Please can you to do something about this terrible disparity. A spec. ed teacher or a RR teacher has 14 kids max each period, gen ed has 34, and we have 50 — that's half again the reg ed class. But admin makes no exceptions in the obligations we must fulfill as subject teachers.
Failing a contractual class size change, please can you get someone to say that Music teachers with these numbers should be given NO other circ. 6R duty than to finish up the attendance, calling home, grading, and school marks.
The remarks above are for GENERAL MUSIC and small music classes like Keyboard. They are not for CHORUS, BAND or ORCHESTRA, which are "performance" groups and many music teachers want as large a group as they can get for better sound. I was most happy in MS with a performance group of 80 or 90 (though I rehearsed them in groups of 32 or so, as well as some lunchtime kids 3 times a week, then combined them all for concerts).
I brought this up two or three years ago at a DA. RW's response was to see if there could be some "non-contractual relief." That never happened.
Thursday, October 22, 2009
The election on November 3rd will have lasting consequences for public education and the city. It deserves the attention and involvement of all New Yorkers. The UFT has a long history of candidate endorsements made without any regular process of consultation with the membership and often contrary to members' interests. The decision to sit out the contest between Michael Bloomberg and his opponents speeds us to the brink of more disasters. If appearances are real and the UFT leadership's passive support for the mayor's reelection is a deal for a new UFT contract by deadline, our union is deeply complicit in another landmark defeat for the teaching profession.
Nearly eight years of direct control over the schools have provided Bloomberg with an unchecked opportunity to implement numerous policies premised on distrust and contempt for teachers, students and school communities. Early on with his rush to implement grade retention policy he put the blame on 8-year olds for low reading scores and further worked to make standardized testing a year-round concern. “Weekend, vacations, summer -- time off is a luxury earned, not a right,” he told a radio audience in 2002. Chancellor Klein went to work making testing an obsession for all schools by hanging their fate on it.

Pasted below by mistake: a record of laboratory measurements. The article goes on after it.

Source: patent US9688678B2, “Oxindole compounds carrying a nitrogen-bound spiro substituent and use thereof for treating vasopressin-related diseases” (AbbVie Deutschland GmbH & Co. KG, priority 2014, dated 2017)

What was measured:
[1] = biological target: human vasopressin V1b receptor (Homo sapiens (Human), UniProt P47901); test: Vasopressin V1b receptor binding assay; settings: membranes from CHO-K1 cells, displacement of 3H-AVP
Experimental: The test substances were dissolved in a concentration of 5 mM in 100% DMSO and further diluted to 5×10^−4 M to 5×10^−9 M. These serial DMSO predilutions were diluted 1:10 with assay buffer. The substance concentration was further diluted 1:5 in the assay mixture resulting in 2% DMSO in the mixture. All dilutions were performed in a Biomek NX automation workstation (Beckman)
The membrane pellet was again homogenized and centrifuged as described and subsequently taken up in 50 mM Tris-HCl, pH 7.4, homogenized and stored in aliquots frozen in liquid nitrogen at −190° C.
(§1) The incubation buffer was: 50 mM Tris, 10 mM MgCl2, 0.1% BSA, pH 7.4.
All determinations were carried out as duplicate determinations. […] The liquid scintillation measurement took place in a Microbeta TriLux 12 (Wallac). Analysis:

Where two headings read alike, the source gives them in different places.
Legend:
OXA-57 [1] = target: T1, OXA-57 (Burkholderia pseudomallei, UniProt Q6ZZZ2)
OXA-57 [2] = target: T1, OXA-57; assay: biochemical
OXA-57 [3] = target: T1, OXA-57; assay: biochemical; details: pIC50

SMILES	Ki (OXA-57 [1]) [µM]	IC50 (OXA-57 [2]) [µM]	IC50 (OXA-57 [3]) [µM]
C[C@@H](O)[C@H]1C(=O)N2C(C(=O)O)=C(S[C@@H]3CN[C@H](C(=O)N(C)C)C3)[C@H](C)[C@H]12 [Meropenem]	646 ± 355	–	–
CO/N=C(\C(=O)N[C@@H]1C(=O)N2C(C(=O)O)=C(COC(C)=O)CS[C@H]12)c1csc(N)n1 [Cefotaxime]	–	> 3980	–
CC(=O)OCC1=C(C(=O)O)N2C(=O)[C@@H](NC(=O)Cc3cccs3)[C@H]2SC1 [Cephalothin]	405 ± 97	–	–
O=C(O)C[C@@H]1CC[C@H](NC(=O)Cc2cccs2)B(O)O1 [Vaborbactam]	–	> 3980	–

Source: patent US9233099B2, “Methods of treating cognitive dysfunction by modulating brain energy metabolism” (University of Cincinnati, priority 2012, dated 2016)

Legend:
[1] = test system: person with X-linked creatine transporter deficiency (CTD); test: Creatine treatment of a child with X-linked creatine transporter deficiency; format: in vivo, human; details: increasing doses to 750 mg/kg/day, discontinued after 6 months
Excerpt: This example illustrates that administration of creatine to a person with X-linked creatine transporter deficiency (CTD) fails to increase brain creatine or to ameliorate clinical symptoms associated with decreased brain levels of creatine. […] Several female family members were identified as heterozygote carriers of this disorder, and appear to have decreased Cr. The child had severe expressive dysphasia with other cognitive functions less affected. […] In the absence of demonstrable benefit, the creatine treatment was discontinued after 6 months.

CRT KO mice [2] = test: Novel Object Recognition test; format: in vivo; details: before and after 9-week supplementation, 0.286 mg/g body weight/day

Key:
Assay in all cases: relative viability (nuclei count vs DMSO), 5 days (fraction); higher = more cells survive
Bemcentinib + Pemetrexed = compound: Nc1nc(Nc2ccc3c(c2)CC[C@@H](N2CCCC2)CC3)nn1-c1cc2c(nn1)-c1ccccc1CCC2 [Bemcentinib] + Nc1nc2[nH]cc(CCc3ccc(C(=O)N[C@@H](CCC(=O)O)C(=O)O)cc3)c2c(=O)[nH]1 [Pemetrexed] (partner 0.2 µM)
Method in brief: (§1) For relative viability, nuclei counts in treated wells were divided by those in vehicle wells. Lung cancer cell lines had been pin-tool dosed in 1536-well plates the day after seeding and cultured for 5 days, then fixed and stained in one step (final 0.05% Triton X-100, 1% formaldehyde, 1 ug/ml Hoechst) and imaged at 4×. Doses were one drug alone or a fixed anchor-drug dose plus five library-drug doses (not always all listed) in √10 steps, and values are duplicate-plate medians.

His administration accelerated the wholesale closing of neighborhood high schools. Together with a successful assault on teachers' contractual rights this led to the creation of an excess teacher reserve force in the thousands. The result of dozens of school phase-outs deepened the gulf between the two worlds children in New York encounter at the high school level. One consists mostly of large neighborhood or selective schools and is increasingly filled with white and Asian students An entirely different realm awaits black and Latino students consisting mostly of new small schools, stripped of both enrichment programs, IEP services and bilingual programs and plagued with teacher turnover.
The new schools have been staffed with discriminatory hiring through privately-run programs. Just as tens of millions in funding by Bill Gates went to school reorganizations, Eli Broad's millions were used to train principals to see teachers as antagonists. In recent years Bloomberg and Chancellor Joel Klein have extended the agenda of privatized education by embracing charter schools, displaying a marked preference for the chain operators. Their favoritism towards the charters has allowed them to invade neighborhood schools and shrink them.